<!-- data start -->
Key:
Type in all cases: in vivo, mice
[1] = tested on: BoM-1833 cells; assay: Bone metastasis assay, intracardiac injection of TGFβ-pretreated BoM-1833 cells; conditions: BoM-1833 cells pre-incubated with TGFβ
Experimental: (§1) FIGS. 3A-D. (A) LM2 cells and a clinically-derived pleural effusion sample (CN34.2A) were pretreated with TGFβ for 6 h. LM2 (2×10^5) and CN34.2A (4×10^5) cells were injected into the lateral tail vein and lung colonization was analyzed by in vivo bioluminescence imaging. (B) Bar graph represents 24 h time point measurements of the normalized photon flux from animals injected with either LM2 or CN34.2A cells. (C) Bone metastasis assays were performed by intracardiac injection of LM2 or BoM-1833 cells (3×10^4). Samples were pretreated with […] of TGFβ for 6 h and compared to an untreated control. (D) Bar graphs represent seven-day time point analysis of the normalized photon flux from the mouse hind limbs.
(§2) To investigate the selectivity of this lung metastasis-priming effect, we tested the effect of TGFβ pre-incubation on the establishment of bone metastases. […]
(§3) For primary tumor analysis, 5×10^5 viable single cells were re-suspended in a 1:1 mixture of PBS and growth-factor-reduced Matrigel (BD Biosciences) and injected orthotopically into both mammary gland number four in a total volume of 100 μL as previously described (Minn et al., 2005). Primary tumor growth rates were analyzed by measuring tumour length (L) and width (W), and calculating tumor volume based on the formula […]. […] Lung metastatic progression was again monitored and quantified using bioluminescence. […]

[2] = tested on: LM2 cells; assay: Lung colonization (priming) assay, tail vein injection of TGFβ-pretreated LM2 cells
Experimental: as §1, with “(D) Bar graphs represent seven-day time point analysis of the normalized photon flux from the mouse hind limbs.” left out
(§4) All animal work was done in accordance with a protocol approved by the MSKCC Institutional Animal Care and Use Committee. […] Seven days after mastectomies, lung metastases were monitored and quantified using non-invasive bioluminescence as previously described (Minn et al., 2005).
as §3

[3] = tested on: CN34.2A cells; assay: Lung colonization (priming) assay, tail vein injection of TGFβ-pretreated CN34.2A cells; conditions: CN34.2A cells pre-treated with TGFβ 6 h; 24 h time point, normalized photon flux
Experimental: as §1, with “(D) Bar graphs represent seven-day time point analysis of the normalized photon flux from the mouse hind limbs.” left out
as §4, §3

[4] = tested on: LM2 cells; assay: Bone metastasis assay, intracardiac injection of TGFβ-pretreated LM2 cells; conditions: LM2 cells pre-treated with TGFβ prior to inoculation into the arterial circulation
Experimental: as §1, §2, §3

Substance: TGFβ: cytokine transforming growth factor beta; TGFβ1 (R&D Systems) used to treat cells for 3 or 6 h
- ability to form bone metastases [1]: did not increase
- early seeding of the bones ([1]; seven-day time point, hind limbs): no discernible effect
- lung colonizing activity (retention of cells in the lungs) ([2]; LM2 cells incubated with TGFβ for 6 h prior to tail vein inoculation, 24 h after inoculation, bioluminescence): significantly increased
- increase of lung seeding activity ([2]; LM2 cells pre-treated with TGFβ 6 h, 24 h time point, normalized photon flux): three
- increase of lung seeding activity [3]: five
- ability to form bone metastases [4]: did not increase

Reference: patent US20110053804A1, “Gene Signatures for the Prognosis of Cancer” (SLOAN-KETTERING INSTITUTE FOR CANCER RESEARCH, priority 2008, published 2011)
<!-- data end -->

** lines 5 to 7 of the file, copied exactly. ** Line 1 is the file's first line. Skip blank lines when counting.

(§2) To investigate the selectivity of this lung metastasis-priming effect, we tested the effect of TGFβ pre-incubation on the establishment of bone metastases. […]
(§3) For primary tumor analysis, 5×10^5 viable single cells were re-suspended in a 1:1 mixture of PBS and growth-factor-reduced Matrigel (BD Biosciences) and injected orthotopically into both mammary gland number four in a total volume of 100 μL as previously described (Minn et al., 2005). Primary tumor growth rates were analyzed by measuring tumour length (L) and width (W), and calculating tumor volume based on the formula […]. […] Lung metastatic progression was again monitored and quantified using bioluminescence. […]

[2] = tested on: LM2 cells; assay: Lung colonization (priming) assay, tail vein injection of TGFβ-pretreated LM2 cells